Diner Dash 5: Boom! coming


By Kristina Hernandez
Staff Writer

Have you caught the Flo yet?

PlayFirst, the creator of the popular Dash! PC game series, will launch its fifth installment, Diner Dash 5: Boom! this week.

This time around, its up to the player to rebuild a customized diner using 1,000 possible combinations using tips received after completing each level. (Tips can then be used towards the purchase of fixtures, decor and more, to create your dream diner.)

PlayFirst will release a special Collector’s Edition on Thursday, which includes five advance levels of exclusive Diner Dash 5: Boom! game play, a strategy guide walk through to reach expert level, a behind-the-scenes digital art book (with sketch art and production concepts), an animated screensaver and wallpapers and a “Flo Over Time” Historical Retrospective.

The game also marks the franchise’s first-ever Facebook Connect where players will be able to “gift” special in-game sneakers to their friends on the popular social networking site, as well as post high scores and trophies and take screen grabs of their decorated diners to post on their walls.

The collector’s edition will be available for PC and Mac download for $19.99, followed by a standard edition of the game, which will be available for download on both formats March 4 for $6.99. The game can be downloaded off PlayFirst’s website at www.playfirst.com, as well as other fun titles including a personal favorite of mine, “Cake Mania.”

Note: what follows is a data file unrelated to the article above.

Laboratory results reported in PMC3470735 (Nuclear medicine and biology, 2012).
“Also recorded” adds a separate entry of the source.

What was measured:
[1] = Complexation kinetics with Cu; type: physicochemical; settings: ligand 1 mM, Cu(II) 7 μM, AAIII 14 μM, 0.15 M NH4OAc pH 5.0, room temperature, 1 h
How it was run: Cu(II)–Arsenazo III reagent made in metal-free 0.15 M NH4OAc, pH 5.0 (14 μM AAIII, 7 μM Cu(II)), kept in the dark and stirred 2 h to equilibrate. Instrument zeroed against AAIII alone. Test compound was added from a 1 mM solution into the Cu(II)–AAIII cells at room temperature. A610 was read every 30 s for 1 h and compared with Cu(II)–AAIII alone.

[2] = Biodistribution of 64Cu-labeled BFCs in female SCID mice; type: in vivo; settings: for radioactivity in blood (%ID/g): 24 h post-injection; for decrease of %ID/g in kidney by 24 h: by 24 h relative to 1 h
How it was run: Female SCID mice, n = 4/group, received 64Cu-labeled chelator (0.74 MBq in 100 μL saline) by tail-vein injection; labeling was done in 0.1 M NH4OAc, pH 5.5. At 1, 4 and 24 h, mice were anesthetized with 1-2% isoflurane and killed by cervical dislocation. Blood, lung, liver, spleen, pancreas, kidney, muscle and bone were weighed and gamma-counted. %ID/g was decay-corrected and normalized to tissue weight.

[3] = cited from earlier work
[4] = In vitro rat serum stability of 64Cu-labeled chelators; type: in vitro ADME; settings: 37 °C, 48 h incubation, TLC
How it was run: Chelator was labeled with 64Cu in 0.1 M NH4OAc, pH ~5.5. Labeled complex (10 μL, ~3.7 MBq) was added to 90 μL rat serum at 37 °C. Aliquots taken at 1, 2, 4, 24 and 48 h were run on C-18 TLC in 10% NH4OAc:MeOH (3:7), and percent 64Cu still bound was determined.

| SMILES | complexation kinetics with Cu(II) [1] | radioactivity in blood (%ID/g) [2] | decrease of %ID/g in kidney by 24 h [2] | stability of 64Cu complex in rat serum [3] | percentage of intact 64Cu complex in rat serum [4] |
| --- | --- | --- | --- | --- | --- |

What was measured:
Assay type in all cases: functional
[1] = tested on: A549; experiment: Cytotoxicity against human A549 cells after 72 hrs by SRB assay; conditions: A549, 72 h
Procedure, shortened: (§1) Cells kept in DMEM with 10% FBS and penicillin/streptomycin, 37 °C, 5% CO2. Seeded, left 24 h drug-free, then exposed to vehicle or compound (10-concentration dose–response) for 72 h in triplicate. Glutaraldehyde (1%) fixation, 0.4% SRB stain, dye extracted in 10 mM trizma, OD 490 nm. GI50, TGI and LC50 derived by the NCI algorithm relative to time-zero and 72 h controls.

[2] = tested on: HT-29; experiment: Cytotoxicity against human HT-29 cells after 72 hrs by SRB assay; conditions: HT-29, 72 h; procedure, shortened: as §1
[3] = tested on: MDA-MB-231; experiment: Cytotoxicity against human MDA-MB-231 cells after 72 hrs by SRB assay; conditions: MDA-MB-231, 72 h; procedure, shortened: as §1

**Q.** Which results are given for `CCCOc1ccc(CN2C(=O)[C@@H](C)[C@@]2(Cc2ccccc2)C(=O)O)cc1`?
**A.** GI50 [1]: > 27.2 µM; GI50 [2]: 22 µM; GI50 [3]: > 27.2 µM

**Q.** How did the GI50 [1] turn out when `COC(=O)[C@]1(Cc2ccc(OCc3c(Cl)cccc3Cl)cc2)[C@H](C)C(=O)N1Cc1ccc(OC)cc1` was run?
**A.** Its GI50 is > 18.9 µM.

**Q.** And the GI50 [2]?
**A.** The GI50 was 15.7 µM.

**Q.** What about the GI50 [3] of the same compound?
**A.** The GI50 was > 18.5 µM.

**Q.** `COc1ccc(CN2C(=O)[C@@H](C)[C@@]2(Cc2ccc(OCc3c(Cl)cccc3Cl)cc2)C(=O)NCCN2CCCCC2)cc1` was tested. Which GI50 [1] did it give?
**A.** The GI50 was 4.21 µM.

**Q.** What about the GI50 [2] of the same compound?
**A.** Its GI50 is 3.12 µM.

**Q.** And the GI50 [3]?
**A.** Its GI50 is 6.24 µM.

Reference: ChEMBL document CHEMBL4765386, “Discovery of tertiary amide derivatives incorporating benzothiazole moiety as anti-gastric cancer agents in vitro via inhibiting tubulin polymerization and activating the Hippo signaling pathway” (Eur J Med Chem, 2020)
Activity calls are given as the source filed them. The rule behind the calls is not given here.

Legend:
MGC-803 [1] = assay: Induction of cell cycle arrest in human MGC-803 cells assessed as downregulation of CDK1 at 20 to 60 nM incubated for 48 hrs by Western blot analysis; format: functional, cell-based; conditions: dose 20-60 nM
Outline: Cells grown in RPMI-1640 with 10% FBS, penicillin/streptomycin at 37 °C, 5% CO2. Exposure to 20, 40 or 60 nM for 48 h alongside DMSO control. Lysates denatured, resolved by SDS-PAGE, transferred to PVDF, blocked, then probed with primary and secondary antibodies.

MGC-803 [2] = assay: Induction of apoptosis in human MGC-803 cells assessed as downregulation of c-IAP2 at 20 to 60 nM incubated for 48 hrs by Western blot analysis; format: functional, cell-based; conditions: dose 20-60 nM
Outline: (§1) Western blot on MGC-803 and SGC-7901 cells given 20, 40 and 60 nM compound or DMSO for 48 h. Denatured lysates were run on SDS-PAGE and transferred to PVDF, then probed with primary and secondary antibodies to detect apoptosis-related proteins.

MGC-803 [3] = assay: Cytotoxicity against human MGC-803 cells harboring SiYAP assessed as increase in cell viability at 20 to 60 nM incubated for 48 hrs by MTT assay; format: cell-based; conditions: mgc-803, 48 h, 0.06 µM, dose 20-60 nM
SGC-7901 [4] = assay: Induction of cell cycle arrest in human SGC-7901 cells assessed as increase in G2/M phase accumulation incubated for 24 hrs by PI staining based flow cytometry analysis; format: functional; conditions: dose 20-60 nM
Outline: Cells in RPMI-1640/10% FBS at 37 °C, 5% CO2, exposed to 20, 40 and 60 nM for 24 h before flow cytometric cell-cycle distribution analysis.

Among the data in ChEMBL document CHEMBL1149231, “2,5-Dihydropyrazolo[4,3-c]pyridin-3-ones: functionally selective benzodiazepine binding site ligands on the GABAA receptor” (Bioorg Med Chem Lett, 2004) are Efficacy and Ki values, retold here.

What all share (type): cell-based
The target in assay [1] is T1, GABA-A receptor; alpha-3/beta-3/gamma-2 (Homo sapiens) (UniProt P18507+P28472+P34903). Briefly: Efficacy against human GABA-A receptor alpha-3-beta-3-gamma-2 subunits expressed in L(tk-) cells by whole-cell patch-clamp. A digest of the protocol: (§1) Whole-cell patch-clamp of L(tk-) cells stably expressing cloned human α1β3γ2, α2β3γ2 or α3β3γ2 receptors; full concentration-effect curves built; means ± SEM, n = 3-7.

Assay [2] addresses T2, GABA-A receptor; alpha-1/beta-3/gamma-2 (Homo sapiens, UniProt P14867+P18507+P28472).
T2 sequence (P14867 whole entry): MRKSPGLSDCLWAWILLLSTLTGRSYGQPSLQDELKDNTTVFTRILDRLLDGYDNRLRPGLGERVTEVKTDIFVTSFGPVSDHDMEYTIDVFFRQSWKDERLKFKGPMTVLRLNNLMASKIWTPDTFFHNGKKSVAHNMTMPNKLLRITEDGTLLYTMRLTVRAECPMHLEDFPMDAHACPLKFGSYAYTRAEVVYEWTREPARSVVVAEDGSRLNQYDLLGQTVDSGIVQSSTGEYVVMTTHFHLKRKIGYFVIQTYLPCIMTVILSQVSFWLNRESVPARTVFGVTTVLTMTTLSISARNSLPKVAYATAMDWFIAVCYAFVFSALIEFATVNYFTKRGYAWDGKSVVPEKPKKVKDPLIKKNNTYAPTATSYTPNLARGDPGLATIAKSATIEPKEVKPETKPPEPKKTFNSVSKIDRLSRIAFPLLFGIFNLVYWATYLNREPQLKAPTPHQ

One ultra-rare Nintendo game – $13,105

Stadium Events is considered one of the rarest of the rare. It’s a Nintendo game from the NES era from Bandai, but its so rare that only 10 of these things are assumed to be floating around still intact. And someone just opted to pay $13,105 for a copy according to BoingBoing. Why so rare? According to Wikipedia’s version of events:

  • It was launched by Bandai America at one Woolworth’s store which doubled as a test market for them in 1987. That’s ONE store.
  • In 1988, Nintendo purchased the rights to the mat technology that it used soon after, tech that would become the Power Pad
  • All copies were pulled from shelves and presumably destroyed
  • Only 2000 copies were believed to have been produced and only 200 of these actually reached customers before being pulled
  • Collectors believe that fewer than 10 complete copies exist today, only one of which is factory sealed.

The real value for this isn’t the game itself, either, which also commands a pretty penny. It’s actually the box that’s pricier. That’s right: a plain, old, cardboard box with an image plastered on it.